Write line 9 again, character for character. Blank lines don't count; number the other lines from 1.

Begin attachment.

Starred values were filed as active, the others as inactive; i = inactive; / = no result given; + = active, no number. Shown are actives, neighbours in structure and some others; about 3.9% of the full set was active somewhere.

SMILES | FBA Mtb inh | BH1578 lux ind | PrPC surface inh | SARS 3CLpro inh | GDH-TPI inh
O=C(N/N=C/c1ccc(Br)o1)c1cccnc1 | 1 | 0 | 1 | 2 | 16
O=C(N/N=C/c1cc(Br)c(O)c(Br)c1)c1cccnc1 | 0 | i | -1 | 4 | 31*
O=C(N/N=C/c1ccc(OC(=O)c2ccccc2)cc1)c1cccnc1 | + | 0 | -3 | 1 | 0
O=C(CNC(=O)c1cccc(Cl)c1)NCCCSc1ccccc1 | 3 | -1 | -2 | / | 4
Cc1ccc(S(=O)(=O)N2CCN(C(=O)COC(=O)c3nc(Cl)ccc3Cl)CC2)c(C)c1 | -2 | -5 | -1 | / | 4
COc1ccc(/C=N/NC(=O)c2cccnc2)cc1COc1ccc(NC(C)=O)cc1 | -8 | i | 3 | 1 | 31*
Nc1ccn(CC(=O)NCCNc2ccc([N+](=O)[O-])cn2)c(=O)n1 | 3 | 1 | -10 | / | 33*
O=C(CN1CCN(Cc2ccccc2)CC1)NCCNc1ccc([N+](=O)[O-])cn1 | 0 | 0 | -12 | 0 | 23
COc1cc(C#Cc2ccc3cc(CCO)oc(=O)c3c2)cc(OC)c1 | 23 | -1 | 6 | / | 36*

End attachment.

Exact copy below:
Nc1ccn(CC(=O)NCCNc2ccc([N+](=O)[O-])cn2)c(=O)n1 | 3 | 1 | -10 | / | 33*